Introducing Canada’s Incredible “Eighth Street Orchestra”!

Eight Street Orchestra in Concert

Yesterday I received a wonderful email from Canada about The Eighth Street Orchestra, based in Owen Sound, 220 kilometres north west of Toronto. Ever heard of them? If not, you have now! The email was from Band Leader, Gary Lawrence Murphy. He wrote:

“Your About page didn’t say how you found out about new jazz bands, but on discovering your pages via the Toronto area trad jazz group on Facebook, and in the spirit of “exuberant smaller bands” and especially young players, I thought I might invite you to check out our facebook.com/eighthstreetorchestra page where we post our day-to-day happenings with our band of mostly 15-16 year old players (plus a few others who’ve gravitated to our exuberance). I hope you enjoy it!”

Swinging Along with Happy Jazz
Enjoy it, Gary? You bet I did! The Eighth Street Orchestra fits right in with my “About Jazz&Jazz” declaration to “focus on the vitality of younger, emerging stars and on the inexhaustible exuberance of smaller bands on the jazz circuit.” Under the heading “Jazz Fans” I go on to say: “JazzandJazz aims to become a force for jazz by galvanising jazz fans everywhere into a trad jazz revival and by helping to win over a younger generation of fans to swing along with happy jazz.”

Eighth Street most certainly meets and surpasses all of those criteria! They swing along with happy jazz right out on the peninsular that divides Georgian Bay from Lake Huron. As Gary puts it, “out on the edge of cottage country really”. There is an argument that nowadays the only chance of live jazz surviving is in city zones where there are nuclei of fans. Eighth Street most certainly scuppers that!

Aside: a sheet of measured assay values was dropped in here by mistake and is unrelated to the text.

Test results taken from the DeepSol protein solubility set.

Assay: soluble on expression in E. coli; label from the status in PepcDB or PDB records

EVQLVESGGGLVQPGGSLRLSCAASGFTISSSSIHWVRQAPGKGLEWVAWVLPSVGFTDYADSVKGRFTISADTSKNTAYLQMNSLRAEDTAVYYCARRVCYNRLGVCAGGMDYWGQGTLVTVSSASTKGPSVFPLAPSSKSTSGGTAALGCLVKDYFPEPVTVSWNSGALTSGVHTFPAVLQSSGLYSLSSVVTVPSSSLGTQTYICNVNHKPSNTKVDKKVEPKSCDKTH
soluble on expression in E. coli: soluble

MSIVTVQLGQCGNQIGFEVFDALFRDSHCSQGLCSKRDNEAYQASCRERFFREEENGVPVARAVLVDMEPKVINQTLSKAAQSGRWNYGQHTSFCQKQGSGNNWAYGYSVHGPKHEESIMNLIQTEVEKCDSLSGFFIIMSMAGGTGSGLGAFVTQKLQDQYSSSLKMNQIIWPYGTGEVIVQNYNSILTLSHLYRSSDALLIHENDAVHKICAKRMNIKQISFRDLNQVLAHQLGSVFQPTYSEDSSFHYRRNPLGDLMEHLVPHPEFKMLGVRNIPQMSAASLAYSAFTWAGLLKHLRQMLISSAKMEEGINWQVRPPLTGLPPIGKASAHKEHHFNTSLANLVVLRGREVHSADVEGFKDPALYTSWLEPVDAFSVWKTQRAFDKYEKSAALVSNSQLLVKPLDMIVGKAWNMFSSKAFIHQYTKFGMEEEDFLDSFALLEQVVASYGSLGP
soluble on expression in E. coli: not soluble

Breathing New Life into a Jazz Revival
So thank you, Gary, for introducing me and the increasing number of jazzers following my site, to the 15-16 year old players (plus “those few others who have gravitated to your exuberance”) who form The Eighth Street Orchestra.

This is a breath of fresh air! The kind of fresh air that can breath new life into New Orleans Revivalist Jazz!

I am proud to feature The Eighth Street Orchestra on Jazz&Jazz! So Jazzers, be sure to visit and “like” their Facebook page. For me it is solid evidence that I appear to be achieving what I set out to achieve when I launched Jazz&Jazz.

The photos, courtesy of Eighth Street Orchestra, demonstrate the bands diversity.

Eighth Street Links:
News & Video: facebook.com/eighthstreetorchestra
Blog: EighthStreetOrchestra.blogspot.ca
YouTube: youtube.com/user/8thStreet

Gary Lawrence Murphy

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Comments

  1. Thanks for the kind words! And you know, this music does have a very wide reach and appeal. So many musics today exist to divide groups, to set up walls between genres, but trad jazz still tears down all the barriers, language, age, nationality — even teenagers too cool to like our music will sit on park benches or park their bikes nearby to hear us play 🙂

    We did a school tour last spring, taking our sound to the local area kindergarten to grade 6 elementary students at half a dozen schools, and the response was incredible, kids and teachers were doing a New Orleans parade dance out of the hall as we played our exit number (Dinah!) Before the show, teachers would caution kids to ‘behave’ as they arrived, “sit quiet and listen” they’d say, but 10 seconds into Basin Street all the stops would be out and we’d have their complete engaged attention for the next hour, smiling boppin’ faces everywhere!

    At the Q&A part of the show one little boy in Grade 3 asked, “Why is this music so popular?” It was a very good question! I told him how, when Louis Armstrong was young (our show centred on the early life of Pops) how everyone, black, white, yellow or otherwise would gather in the streets and play together, and that probably brought out the very best of everyone’s music, a little blues, a little church, a little march, a little gypsy, a little italian, french, polish, celtic, asian … so when the ODJB released that first record in 1917, maybe it really isn’t much of a surprise when by middle 1918 there were bands in JAPAN playing their own folk melodies with a LaRocca “jazz it up” spin on them!

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